Wednesday, May 23, 2018
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Wisconsin's message

There are messages in Wisconsin Gov. Scott Walker's recall victory. They aren't the messages that Democrats are spinning, and they have special resonance in Ohio.

Mr. Walker did more than survive a recall attempt by re-energized union supporters in a traditionally liberal state. He became the first governor ever to win a recall vote, and he did it convincingly. Mr. Walker beat Democratic challenger Tom Barrrett by about 7 percentage points -- a bigger margin than when he defeated the Milwaukee mayor in the race for governor two years ago.

Democrats and union officials who led the effort to dump Mr. Walker tried to turn defeat into victory by suggesting that Mr. Walker and his backers bought the victory, raising more than $30 million to Mr. Barrett's $4 million. They also claim victory because one of four recalled Republican state senators may have lost -- the results are not final -- giving Democrats a narrow and unconfirmed majority.

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But there is no way to avoid the fact that voters in the state that Robert La Follette called home have dealt a crushing blow to the "House of Labor." Liberal Wisconsin, which has not voted for a Republican presidential candidate since Ronald Reagan in 1984, is in play for Mitt Romney in 2012.

Governor Walker challenged organized labor and has emerged victorious. It could have been that way in Ohio too.

The Walker-backed measure to limit collective bargaining by public unions in Wisconsin arguably went farther than Senate Bill 5, Gov. John Kasich's effort to do the same thing here. It may be that Ohio's governor failed where Wisconsin's governor succeeded because Mr. Kasich was afraid to stand up to the historic might of organized labor.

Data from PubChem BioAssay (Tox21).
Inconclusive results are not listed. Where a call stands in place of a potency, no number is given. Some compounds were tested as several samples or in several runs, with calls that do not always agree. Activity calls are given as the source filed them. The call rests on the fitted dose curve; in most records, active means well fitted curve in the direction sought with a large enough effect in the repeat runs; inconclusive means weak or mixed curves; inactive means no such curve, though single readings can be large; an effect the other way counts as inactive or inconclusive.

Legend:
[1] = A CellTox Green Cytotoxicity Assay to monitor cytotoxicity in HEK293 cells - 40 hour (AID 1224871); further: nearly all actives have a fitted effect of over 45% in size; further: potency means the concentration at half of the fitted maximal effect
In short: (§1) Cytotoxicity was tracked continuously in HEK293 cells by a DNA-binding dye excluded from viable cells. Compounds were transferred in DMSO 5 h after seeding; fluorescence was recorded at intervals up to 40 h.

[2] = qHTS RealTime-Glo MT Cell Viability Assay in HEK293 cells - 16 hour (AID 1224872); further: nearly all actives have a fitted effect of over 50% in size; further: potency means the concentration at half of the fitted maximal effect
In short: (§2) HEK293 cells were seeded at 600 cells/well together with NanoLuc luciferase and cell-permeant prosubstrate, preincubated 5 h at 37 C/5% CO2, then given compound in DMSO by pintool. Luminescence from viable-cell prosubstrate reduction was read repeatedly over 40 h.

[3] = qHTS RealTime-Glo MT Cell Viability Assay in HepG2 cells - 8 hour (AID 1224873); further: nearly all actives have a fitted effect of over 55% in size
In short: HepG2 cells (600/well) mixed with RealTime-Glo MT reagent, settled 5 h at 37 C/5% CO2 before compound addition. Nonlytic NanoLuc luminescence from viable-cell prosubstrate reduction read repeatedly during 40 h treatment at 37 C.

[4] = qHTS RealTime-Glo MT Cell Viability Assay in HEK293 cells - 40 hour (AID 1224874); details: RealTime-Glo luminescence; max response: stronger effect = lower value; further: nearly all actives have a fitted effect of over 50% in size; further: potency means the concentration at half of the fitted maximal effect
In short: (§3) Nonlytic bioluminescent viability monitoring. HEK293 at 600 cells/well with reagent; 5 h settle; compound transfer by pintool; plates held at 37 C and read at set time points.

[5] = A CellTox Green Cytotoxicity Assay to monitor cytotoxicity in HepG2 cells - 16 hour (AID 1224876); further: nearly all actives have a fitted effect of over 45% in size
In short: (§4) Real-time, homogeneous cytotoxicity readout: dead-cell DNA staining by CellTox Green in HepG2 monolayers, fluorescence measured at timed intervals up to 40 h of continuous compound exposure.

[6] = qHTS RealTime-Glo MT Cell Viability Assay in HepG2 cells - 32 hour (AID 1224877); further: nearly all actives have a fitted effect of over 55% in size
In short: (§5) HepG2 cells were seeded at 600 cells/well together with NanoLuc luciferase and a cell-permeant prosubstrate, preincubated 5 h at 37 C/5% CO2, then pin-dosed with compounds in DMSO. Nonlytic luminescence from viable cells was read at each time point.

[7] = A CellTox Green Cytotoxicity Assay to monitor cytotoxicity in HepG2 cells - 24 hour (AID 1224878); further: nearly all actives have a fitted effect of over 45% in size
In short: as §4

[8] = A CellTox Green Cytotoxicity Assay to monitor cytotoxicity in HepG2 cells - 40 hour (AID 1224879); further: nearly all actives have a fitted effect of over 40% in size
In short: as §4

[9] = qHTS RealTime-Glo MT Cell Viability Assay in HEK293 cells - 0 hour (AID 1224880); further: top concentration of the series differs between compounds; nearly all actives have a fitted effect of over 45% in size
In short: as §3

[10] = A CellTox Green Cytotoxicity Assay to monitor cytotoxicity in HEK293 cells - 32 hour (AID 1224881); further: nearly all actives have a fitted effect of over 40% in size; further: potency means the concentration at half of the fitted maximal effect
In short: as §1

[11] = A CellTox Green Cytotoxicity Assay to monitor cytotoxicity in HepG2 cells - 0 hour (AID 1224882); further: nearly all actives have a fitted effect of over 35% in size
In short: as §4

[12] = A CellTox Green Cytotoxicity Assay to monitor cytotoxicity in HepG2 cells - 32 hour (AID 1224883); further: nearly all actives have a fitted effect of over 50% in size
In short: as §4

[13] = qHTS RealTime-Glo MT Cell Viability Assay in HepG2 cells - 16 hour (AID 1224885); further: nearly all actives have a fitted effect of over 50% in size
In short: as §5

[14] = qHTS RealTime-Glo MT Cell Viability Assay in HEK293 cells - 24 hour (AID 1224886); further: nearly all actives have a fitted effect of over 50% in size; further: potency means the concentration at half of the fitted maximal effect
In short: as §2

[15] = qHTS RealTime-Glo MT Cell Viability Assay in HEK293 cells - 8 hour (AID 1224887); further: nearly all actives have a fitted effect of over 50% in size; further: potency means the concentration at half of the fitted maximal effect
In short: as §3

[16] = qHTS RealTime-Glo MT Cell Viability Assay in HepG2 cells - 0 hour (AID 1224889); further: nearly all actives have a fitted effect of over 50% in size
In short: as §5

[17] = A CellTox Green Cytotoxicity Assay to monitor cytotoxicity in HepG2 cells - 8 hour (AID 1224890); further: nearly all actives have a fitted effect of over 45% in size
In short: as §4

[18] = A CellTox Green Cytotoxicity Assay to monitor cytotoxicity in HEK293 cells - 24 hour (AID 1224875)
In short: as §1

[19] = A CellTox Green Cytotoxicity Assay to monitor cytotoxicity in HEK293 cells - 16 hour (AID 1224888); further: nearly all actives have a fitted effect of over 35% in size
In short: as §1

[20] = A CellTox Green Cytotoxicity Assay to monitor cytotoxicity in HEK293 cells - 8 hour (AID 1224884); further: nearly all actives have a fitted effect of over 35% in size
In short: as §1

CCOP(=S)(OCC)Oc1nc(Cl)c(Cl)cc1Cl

But the Wisconsin vote demonstrates conclusively that the days when organized labor called the tune are over for now. Mr. Kasich and public unions need to pay attention.

In many parts of America, labor no longer speaks for the majority of workers. Wisconsin, with its progressive history, was considered a bastion. Now, labor's voice seems almost daily to grow more faint. According to the Wall Street Journal, about half of the state's American Federation of State, County, and Municipal Employees members have dropped their union membership, opting not to pay union dues when they no longer are required to do so.

Spit-in-your-eye defiance and never-give-back arrogance -- the memory of which is all too fresh in Toledo -- no longer work. To remain relevant, union leaders will have to be willing to give back some of the gains they made in the past. They will have to cooperate rather than engage in contract grievance "gotchas," arbitrations, and the saber-rattling that fosters a never-ending complainer culture.

There was once a different American labor movement. John L. Lewis, in a 1936 radio speech about labor's might and right, said: "He is a madman or fool who believes that this river of human sentiment, flowing as it does from the hearts of these 30 million, who with their dependents constitute two-thirds of the population of the United States of America, can be dammed or impounded by the erection of arbitrary barriers or restraint."

That's not the case today. Labor unions -- and Democrats who count on them -- need to understand that union members and supporters no longer are the majority. Indeed, only about 7 percent of private workers and 12 percent of the overall work force in America are union members.

Have Democrats and unions gotten the message? Do they wish to reverse their fortunes?

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